Free online assistance for businesses to manage employee performance
7 August 2014
A free online learning course that offers advice about promoting good staff performance and effectively addressing underperformance can help employers boost the productivity of their businesses.
Fair Work Ombudsman Natalie James says that employers who establish effective performance management systems can reap significant benefits from a happy, motivated and better-performing workforce.
“Conversely, failing to address an individual employee’s underperformance appropriately and sensitively can lead to unhealthy and unproductive outcomes that can also impact on co-workers, customers and the business,” Ms James says.
“While there is no legislative obligation for workplace performance to be managed in a certain way, this new course gives employers valuable advice about simple steps they can take to get the best out of their employees.”
The Fair Work Ombudsman’s new course, Managing Performance, takes about 25 minutes to complete and is available in the Agency’s Online Learning Centre at www.fairwork.gov.au.
The Promoting Good Performance part of the course advises employers on establishing a performance system that sets clear goals and expectations for employees and provides a framework for ongoing feedback and discussion.
Topics covered include creating a performance template for the workplace, meeting with employees to develop a performance agreement, monitoring employee performance and conducting formal reviews of employee performance against agreed goals.
The course explores the importance of recognising strong performance with positive feedback and how to give constructive feedback about areas for improvement.
The Addressing Underperformance part of the course provides employers with a step-by-step guide for dealing with situations in which employees are not performing duties to the required standard, displaying negative behaviour or failing to comply with workplace rules or procedures.
Topics covered include approaching the initial performance discussion with the underperforming employee and formal steps for dealing with underperformance, including meetings and developing performance improvement plans.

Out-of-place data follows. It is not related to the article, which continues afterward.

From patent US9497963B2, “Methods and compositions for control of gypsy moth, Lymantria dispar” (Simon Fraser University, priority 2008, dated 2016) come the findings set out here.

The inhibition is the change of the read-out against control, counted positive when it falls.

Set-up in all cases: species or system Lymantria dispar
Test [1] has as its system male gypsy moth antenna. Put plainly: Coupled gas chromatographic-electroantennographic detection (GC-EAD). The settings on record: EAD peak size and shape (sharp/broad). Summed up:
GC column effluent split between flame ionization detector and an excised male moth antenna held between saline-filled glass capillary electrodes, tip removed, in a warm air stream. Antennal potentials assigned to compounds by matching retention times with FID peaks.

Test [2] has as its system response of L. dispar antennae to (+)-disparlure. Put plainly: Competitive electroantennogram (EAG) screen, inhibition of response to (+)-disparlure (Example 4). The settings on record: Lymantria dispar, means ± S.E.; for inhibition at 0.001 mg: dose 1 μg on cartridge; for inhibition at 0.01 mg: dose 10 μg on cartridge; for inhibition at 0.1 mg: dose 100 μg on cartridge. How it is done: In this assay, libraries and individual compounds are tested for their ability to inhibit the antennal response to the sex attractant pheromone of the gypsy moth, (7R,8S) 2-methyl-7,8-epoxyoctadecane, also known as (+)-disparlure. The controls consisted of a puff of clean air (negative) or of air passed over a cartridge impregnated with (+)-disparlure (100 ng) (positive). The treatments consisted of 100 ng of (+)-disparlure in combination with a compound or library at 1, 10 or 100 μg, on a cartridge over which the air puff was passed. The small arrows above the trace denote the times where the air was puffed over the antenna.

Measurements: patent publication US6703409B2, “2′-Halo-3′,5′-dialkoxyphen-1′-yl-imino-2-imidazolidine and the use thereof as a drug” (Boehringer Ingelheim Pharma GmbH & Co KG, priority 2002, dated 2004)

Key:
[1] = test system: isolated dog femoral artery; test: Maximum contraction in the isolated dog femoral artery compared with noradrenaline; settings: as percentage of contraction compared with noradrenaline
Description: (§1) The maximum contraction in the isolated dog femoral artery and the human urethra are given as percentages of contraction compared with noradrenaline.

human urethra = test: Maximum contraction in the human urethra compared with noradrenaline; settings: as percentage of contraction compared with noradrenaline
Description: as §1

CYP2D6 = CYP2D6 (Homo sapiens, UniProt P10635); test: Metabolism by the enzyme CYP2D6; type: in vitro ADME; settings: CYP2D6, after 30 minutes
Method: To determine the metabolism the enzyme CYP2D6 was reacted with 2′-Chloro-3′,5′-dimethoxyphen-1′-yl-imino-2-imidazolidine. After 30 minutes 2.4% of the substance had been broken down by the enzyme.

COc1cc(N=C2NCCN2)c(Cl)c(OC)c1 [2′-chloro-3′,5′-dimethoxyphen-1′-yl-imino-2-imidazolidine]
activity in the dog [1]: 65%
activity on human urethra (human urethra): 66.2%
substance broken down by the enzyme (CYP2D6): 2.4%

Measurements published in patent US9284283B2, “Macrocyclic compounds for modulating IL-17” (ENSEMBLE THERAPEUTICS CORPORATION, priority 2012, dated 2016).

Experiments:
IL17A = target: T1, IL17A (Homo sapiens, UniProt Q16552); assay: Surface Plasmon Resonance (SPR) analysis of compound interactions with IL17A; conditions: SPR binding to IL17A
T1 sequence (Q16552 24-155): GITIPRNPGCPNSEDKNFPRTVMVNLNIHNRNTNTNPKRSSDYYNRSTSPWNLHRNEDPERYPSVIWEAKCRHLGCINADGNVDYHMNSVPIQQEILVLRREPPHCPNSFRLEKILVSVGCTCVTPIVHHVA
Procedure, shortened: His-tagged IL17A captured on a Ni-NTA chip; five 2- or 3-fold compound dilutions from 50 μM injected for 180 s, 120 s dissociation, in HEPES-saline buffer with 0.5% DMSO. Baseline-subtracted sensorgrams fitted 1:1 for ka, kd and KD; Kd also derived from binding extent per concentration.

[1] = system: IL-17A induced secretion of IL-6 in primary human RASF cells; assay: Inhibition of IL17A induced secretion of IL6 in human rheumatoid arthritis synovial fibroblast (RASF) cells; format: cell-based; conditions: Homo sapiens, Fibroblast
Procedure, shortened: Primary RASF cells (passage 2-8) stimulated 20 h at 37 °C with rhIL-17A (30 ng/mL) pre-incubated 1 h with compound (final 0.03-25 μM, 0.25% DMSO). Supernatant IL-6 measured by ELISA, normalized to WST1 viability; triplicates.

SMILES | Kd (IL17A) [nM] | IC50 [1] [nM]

Ms James says addressing underperformance, also known as performance management, can be challenging and confronting, but it is important.
“It is best to address underperformance issues promptly,” she said.
“The longer that poor performance is allowed to continue, the more difficult it can be to resolve and the more serious the problem may become.”
Ms James believes it’s also important to address underperformance in the right way.
“Good performance management practices can transform an underperforming employee into a strong performer. However, poorly handled performance management can increase the likelihood of legal disputes, such as unfair dismissal claims,” she said.
Ms James says dismissing a staff member because they’re not up to scratch and replacing them with another may actually cost an employer more than they realise.
“First there’s the recruitment, induction and training, but add to that the costs associated with a new employee getting used to you, the business and the rest of the staff,” she said.
“Realistically, it may be several months before a new starter’s confidence, productivity and efficiency levels match those of the under-performing employee whom they replaced! And there’s no guarantee you won’t end up back at square one.
“Attempting to manage and work through under-performance issues is not always easy, but it makes good business sense to be pro-active.
“Resolving small, isolated problems early can prevent significant workplace-wide problems developing later.”
The Fair Work Ombudsman’s new website – www.fairwork.gov.au – has attracted more than 650,000 visitors since it was revamped in June and the Online Learning Centre on the website has now attracted more than 12,000 users, mostly small business operators.
Other free online courses available in the Online Learning Centre include Difficult conversations in the workplace and Hiring new employees.
The Fair Work Ombudsman’s small business helpline – which launched in December to provide tailored advice to small business people – has now responded to more than 100,000 calls.
Small businesses can sign up to a regular E-newsletter from the Fair Work Ombudsman with helpful workplace tips and information.
Small business employers calling the Fair Work Infoline on 13 13 94 can opt to be put through to the helpline to receive priority service. A free interpreter service is also available on 13 14 50.
Follow Fair Work Ombudsman Natalie James on Twitter @NatJamesFWO , the Fair Work Ombudsman @fairwork_gov_au or find us on Facebook www.facebook.com/fairwork.gov.au .
Ryan Pedler, Assistant Media Director
Mobile: 0411 430 902
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